At the centre of the dispute between math professor Mikhail Kovalyov and the University of Alberta is the question of grading curves. Kovalyov’s course average was lowered by department administrators supposedly because he had awarded too many Bs compared to Cs and Ds, touching off a battle that ultimately resulted in the administration asking him to resign.
The case is unique because Kovalyov actively encouraged his students to appeal their grades. It also highlights the fact that how students are assessed can be controversial.
Achieving target class averages often involves employing a mathematical grading curve to ensure that in each class their are the predetermined number of As, Cs, and Fs awarded. Results can be confusing. If an overwhelming number of students score well on an exam, even those with a mark in the high 80s could see their final grade curved down to a B. Similarly, if a disproportionate number of students score very low, a pass for the exam could be set at 35 per cent.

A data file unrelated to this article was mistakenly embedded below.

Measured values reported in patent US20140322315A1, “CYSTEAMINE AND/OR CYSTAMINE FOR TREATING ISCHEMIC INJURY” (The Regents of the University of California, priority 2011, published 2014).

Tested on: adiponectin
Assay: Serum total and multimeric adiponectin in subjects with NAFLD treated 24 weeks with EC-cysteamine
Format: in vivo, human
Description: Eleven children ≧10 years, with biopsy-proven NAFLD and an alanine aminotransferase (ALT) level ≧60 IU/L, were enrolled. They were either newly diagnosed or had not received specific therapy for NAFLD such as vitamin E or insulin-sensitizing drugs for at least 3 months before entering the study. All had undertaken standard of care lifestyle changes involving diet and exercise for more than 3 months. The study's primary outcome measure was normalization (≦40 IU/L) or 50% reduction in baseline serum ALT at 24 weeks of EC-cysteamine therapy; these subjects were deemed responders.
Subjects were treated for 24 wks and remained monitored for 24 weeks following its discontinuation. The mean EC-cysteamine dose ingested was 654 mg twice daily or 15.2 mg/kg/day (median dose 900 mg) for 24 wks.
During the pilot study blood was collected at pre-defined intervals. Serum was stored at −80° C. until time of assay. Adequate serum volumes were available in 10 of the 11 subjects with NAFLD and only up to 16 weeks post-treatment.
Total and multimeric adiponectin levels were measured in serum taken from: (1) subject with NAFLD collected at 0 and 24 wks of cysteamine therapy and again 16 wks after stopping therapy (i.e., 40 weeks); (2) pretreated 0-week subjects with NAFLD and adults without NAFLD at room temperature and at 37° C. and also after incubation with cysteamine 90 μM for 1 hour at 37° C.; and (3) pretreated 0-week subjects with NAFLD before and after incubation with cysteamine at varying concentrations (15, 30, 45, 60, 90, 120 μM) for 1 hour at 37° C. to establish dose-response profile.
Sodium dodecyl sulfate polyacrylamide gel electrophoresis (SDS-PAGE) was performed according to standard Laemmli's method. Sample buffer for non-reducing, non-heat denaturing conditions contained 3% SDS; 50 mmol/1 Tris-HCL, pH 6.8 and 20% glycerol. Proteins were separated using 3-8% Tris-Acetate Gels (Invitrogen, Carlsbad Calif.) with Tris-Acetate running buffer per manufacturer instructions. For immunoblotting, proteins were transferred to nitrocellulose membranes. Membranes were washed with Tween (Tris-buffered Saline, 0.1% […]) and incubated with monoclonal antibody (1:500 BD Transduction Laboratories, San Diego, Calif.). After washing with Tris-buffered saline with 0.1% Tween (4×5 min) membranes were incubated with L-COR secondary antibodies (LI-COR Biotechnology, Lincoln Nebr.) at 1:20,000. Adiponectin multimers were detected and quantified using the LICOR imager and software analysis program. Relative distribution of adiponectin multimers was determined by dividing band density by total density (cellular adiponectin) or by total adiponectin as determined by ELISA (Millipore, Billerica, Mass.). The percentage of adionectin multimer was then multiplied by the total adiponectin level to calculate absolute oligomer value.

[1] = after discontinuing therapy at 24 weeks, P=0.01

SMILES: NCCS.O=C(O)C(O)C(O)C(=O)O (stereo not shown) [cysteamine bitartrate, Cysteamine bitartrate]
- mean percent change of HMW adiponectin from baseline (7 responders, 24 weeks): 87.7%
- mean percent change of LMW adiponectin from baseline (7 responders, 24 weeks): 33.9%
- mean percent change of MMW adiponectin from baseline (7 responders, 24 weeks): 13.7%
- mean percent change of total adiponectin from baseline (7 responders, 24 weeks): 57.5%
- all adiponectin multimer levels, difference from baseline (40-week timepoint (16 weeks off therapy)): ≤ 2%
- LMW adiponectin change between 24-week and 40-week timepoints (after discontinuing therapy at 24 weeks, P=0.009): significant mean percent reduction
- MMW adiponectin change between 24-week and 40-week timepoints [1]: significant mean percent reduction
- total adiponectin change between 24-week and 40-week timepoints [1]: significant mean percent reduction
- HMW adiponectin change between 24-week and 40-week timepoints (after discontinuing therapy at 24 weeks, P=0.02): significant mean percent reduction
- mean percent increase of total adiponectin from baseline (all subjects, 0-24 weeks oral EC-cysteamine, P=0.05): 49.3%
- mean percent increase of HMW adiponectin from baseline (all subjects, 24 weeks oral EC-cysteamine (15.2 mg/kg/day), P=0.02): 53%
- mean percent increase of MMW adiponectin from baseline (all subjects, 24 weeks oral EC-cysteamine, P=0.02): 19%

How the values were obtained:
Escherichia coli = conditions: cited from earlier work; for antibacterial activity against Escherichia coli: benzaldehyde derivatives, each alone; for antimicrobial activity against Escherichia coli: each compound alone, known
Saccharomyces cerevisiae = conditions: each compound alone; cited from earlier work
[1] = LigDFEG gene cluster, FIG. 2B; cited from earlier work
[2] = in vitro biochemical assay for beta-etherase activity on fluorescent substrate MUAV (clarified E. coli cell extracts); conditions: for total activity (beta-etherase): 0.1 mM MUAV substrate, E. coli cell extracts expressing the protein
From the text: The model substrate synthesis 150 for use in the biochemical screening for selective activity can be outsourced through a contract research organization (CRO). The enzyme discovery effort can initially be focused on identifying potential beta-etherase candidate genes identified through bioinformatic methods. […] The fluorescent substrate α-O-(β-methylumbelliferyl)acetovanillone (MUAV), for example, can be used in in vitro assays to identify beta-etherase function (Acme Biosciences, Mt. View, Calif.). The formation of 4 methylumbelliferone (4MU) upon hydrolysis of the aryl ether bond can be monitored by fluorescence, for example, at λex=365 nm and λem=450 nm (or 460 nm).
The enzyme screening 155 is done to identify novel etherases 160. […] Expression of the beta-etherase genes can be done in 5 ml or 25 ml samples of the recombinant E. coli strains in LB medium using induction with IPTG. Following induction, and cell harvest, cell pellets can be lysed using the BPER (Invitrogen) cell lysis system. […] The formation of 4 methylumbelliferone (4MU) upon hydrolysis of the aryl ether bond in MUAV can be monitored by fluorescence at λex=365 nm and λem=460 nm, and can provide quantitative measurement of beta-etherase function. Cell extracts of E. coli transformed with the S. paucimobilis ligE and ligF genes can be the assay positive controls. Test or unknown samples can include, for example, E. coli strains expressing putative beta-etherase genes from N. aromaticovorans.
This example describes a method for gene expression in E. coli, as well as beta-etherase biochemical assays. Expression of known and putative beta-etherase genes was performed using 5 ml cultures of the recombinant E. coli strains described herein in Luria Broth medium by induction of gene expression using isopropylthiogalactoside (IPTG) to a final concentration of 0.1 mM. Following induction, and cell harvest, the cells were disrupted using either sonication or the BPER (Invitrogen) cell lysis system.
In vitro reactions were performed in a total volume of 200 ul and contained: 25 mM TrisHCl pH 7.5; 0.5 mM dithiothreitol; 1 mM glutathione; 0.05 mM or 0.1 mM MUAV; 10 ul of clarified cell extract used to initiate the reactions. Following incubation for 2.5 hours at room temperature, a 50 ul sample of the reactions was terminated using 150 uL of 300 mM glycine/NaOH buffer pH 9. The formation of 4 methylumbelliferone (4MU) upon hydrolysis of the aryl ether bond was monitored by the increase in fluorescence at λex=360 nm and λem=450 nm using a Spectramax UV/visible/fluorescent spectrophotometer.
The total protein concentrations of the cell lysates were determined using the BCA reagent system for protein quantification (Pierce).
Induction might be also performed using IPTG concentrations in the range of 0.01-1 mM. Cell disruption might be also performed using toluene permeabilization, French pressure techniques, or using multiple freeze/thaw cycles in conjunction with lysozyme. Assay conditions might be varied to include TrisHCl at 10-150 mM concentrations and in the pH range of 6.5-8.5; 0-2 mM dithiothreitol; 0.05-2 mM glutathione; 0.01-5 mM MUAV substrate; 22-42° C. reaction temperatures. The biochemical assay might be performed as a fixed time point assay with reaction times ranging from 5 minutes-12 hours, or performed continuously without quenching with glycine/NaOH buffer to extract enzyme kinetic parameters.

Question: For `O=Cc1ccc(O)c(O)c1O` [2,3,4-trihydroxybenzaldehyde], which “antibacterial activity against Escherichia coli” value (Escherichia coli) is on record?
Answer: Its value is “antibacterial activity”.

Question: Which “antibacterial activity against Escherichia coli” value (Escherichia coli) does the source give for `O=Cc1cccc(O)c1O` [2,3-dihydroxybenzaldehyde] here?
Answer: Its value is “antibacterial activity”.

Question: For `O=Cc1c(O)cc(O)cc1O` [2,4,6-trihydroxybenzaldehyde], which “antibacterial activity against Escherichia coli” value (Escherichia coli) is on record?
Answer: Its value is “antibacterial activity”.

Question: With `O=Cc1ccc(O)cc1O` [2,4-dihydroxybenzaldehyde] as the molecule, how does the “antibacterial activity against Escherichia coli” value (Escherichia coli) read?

We asked our student panel whether they thought grading curves are fair. Answers are posted below, as well as on our front page. As with previous weeks, all videos are archived on our You Tube Channel.
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